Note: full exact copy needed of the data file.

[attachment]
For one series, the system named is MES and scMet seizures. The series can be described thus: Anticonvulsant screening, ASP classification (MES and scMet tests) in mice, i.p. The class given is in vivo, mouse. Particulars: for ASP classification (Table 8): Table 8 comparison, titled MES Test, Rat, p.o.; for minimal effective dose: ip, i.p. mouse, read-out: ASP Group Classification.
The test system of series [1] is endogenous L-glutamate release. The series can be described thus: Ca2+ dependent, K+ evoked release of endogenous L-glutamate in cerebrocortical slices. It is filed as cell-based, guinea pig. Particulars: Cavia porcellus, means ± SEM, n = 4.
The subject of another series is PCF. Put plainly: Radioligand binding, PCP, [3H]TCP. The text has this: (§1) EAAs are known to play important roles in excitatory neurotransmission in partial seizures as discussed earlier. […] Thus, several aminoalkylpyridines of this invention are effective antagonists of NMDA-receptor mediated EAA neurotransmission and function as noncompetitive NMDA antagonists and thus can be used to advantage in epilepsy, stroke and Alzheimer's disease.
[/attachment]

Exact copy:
For one series, the system named is MES and scMet seizures. The series can be described thus: Anticonvulsant screening, ASP classification (MES and scMet tests) in mice, i.p. The class given is in vivo, mouse. Particulars: for ASP classification (Table 8): Table 8 comparison, titled MES Test, Rat, p.o.; for minimal effective dose: ip, i.p. mouse, read-out: ASP Group Classification.
The test system of series [1] is endogenous L-glutamate release. The series can be described thus: Ca2+ dependent, K+ evoked release of endogenous L-glutamate in cerebrocortical slices. It is filed as cell-based, guinea pig. Particulars: Cavia porcellus, means ± SEM, n = 4.
The subject of another series is PCF. Put plainly: Radioligand binding, PCP, [3H]TCP. The text has this: (§1) EAAs are known to play important roles in excitatory neurotransmission in partial seizures as discussed earlier. […] Thus, several aminoalkylpyridines of this invention are effective antagonists of NMDA-receptor mediated EAA neurotransmission and function as noncompetitive NMDA antagonists and thus can be used to advantage in epilepsy, stroke and Alzheimer's disease.